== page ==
Posted by Louellen Essex on August 09, 2015 in Communication, Performance Management, Team Development
To do it right, delegating should be done intentionally and thoughtfully. Randomly handing out assignments does not make for good results or happy staff members! Good delegation is at the heart of empowerment and requires giving away, not only work assignments, but also authority to make decisions. Poor delegation practice is at the core of micromanagement. Use these guidelines to develop an approach that produces great outcomes while motivating and developing staff skills.
Properly Frame the Assignment
Determine what outcomes you are expecting. There is a big difference between telling staff members to water the grass three times a week and asking them to keep the grass green. Delegate the goal. Determine what the work will look like when accomplished to the given standard. For staff new to the type of assignment, you might provide outstanding work samples; i.e. reports, process diagrams, protocol, project plans, to use as a guideline. Avoid, however, delegating too much of the “how to” which takes away the freedom for staff members to discover their own approach.
Choose the Best Person
The best person for a given assignment may not be the one most qualified. If top performers are consistently given key assignments, over time, they often become burned out and frustrated with the unequal distribution of the workload. When delegating, consider developmental assignments. Who needs to learn how to do a given kind of work to advance in the organization? Who seems under challenged and needs something new to do? While it may take more of your time to coach someone new to a task, the long-term benefit is worth the effort. You might also ask a seasoned person to coach the less experienced person, thereby, creating two developmental assignments.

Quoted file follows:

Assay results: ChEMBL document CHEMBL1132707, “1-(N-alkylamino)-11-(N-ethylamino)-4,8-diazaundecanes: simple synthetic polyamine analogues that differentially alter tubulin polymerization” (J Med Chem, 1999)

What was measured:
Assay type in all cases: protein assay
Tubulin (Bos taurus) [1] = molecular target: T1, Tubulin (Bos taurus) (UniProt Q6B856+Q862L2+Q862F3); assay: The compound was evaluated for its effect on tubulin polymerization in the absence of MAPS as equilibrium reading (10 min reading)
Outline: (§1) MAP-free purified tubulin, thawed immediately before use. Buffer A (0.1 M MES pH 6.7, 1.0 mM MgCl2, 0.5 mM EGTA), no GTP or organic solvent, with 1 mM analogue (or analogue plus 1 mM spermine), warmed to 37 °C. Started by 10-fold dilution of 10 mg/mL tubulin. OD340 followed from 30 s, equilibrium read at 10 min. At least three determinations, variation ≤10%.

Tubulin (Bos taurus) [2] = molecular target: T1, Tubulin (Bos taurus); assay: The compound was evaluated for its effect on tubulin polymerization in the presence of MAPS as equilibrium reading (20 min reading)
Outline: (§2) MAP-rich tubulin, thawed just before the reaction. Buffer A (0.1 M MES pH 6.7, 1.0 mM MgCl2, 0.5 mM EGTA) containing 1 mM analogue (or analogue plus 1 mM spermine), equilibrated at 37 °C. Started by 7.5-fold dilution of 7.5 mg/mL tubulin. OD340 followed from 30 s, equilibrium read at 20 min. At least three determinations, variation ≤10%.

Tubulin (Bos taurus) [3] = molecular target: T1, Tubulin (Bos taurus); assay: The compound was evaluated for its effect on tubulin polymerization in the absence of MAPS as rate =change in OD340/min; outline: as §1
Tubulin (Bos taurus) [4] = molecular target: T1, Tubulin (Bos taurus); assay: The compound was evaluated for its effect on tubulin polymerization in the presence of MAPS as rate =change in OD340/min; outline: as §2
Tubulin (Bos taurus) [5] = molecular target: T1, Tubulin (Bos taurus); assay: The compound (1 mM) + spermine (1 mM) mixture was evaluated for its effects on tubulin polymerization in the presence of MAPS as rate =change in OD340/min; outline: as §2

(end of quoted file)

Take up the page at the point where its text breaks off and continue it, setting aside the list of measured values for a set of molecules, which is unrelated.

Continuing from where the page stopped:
Establish Appropriate Checkpoints
Create a schedule of checkpoints, dependent on how comfortable you and the staff person are with the assignment. For a person new to the task, you may want more frequent checkpoints to be assured that things are on track. For highly experienced staff persons, you may want to put the ball in their court suggesting contact with you only when they feel they need it.
Use the checkpoints to review the work and give solid feedback. Redirect what’s not quite right and praise work that is headed in the desired direction. Make sure you give away authority, along with responsibility. If you create too many checkpoints, causing staff members to continually check with you before making decisions, you have essentially tied their hands.
Give Credit Where Due
Avoid taking credit for the work of others. Once the assignment is complete and others positively recognize their efforts, make sure you name the person who actually got it done. If you hear criticism, shoulder the blame and ask the staff person to make corrections. Avoid redoing the work yourself. Then, give credit for the rework.
Delegation is at the heart of good management. Develop your staff members’ skills through an approach that is motivating, demonstrating that you are attentive to the skills and needs of each person you lead.